As travel restrictions lofted, we were so happy to be able to travel up to the Highlands again. As usual, we stopped at Inveruglas to stretch our legs. We were surprised to see show on the top of the mountain.
Onwards to the ferry for the short journey over from Corran to Ardgour
Strontian itself was wonderful. Here’s the view from the pub beer garden
And the view from our cabin windows
We did so little – just sat and enjoyed the scenery.
Yesterday, as part of the SocMedHE20 conference, we ran a competition to guess where Hamish the Cow was. Hamish was originally knitted by me back in the old world of social contact, before we realised we’d have to run this year’s event online. I remembered him this week, so we devised a plan to photoedit him into a series of images of Glasgow and tweet them out during the day using the hashtags #WheresHamishNoo and #WinHamishTheCoo We had a lot of fun. Maybe you will too.
The months go so quickly at the moment, but my photos remind me of what we’ve been doing. Mugdock continues to be a joy – harder now the nights are drawing in, but walks in the later afternoon help to blow away the cobwebs. And there was a kestrel.
I can’ t believe how quickly this month has flown. Uni’s back (though most of us never went away), autumn is here, the nights are drawing in. We’ve been driving out for walks when we can, always with cameras slung around our necks. Here’s a selection from Mugdock this month
Herons are beautiful birds. So big -huge wings and very distinctive in flight. When on the ground they often blend into the background, but here are some pictures I’ve taken this month. This one down at Victoria Park:
Victoria Park again – different day, but probably the same heron. I love it when they perch like old men in macs:
And another – almost certainly a different bird – at Mugdock last week:
One of the few blessings of lockdown has been our discovery of Mugdock. We always knew it was there, but recently we’ve been visiting regularly. Such beauty on our doorstep, and views like this:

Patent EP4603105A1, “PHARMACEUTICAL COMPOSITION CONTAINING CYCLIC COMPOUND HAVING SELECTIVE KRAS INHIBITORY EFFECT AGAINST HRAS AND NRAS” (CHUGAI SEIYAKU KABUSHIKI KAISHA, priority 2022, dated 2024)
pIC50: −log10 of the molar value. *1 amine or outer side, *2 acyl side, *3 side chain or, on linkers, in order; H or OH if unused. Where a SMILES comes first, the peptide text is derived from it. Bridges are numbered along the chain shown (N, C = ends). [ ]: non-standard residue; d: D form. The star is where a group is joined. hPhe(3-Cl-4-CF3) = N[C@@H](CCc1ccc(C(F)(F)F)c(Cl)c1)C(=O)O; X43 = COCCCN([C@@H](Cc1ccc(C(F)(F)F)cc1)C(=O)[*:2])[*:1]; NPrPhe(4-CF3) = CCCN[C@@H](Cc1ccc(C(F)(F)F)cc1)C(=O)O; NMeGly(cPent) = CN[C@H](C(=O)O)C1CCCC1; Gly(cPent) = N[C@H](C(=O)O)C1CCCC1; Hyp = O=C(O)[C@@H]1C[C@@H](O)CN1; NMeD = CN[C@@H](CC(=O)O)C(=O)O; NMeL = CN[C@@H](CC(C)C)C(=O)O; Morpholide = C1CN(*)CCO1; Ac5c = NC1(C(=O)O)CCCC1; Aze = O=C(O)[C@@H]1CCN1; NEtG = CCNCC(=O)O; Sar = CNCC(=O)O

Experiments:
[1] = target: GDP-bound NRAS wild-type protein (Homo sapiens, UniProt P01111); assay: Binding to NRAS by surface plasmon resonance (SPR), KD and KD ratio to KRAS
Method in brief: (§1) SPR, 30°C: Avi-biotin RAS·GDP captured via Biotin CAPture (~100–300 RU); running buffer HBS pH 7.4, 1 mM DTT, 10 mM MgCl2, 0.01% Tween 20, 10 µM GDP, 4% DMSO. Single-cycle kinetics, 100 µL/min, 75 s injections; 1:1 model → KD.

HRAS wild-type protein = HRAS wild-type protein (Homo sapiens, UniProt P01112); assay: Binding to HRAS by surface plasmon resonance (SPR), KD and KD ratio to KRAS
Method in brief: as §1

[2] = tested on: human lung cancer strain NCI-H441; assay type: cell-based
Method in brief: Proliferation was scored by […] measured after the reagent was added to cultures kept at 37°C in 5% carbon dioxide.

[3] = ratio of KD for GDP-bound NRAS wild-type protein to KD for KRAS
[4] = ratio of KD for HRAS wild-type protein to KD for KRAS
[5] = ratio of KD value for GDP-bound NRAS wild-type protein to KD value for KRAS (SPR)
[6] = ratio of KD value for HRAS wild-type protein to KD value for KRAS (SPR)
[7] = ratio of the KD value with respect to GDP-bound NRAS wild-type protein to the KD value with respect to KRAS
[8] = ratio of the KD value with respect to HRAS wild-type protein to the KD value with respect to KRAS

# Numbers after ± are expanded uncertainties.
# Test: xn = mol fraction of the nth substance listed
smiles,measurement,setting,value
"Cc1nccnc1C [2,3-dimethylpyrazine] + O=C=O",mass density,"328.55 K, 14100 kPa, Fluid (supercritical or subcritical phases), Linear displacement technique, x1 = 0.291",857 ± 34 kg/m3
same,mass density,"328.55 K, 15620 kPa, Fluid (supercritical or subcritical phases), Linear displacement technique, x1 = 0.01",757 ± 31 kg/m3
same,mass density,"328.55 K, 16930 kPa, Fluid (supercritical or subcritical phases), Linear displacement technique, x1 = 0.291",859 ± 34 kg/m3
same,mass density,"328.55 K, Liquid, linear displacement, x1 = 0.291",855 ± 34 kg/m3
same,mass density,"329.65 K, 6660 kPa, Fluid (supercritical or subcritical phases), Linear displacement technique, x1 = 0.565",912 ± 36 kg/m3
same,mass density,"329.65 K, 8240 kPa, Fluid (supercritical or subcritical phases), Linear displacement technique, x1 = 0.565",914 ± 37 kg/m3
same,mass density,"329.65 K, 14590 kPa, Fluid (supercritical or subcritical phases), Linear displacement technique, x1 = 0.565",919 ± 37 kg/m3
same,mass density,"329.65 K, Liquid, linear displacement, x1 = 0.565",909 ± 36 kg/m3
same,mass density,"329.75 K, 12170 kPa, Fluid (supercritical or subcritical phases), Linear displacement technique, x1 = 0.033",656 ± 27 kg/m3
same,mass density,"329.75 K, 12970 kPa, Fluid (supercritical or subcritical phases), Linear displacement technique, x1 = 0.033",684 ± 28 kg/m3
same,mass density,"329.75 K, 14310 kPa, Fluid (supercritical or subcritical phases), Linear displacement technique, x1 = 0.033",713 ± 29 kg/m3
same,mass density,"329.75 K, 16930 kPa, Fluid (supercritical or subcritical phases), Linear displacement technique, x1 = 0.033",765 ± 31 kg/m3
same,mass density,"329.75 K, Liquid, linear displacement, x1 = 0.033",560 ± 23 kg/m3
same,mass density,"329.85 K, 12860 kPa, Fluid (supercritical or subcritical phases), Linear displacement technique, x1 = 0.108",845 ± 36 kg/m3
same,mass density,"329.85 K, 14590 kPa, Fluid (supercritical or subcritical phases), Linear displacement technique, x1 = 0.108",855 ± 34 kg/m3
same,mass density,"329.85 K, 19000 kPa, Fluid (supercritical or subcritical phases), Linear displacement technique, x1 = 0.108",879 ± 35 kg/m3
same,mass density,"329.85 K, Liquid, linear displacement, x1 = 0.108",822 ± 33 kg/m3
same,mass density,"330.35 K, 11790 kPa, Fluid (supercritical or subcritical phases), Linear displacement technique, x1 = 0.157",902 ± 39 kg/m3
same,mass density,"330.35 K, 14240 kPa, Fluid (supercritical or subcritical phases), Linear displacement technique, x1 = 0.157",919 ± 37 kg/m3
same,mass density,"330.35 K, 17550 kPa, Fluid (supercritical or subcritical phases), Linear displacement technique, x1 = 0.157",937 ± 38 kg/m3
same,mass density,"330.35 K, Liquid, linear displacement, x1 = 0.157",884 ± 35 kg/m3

This is my Granny, Constance May Hobbs. Her father had a soft furnishing company that went to the wall during WW1, so she left school at 14, but was fiercely proud of her teacher husband, her 14 children and all her grandchildren. She was so talented at crafts – she painted, knitted, embroidered. My favourite flower vase was made by her and I have two of her embroidered cushions on my sofa.
When Grandpa died I went to live with her – she taught me how to read cookery books and adapt recipes, how to love the evening skies, how to drive faster than my mum thought safe (she was like the Red Queen in a passenger seat – always urging me to “go faster”).
Saturday morning chutney making – blogging this so I have the recipe. I used this one, with a mixture of sultanas and raisins, yellow instead of red pepper, fewer tomatoes than stated (we only had 660g) so more apple and onion to make up the weight. This made 10 8oz jars.
As anyone who lives in Glasgow will tell you, Glaschu means “dear green place” in Scottish Gaelic. And I feel very lucky to live in a vibrant city that has so many parks. Kelvingrove is the one I visit most, as it is so close to the Uni. Here’s the Uni tower, peeking through the trees in the park.
I walk there often, always with my camera. It never fails to soothe my mind as I wander up and down the familiar paths. Often I see a squirrel running freely, like this one:
Sometimes I look at the skyline instead. Glsagow gave this man the freedom of the city. Hmmm.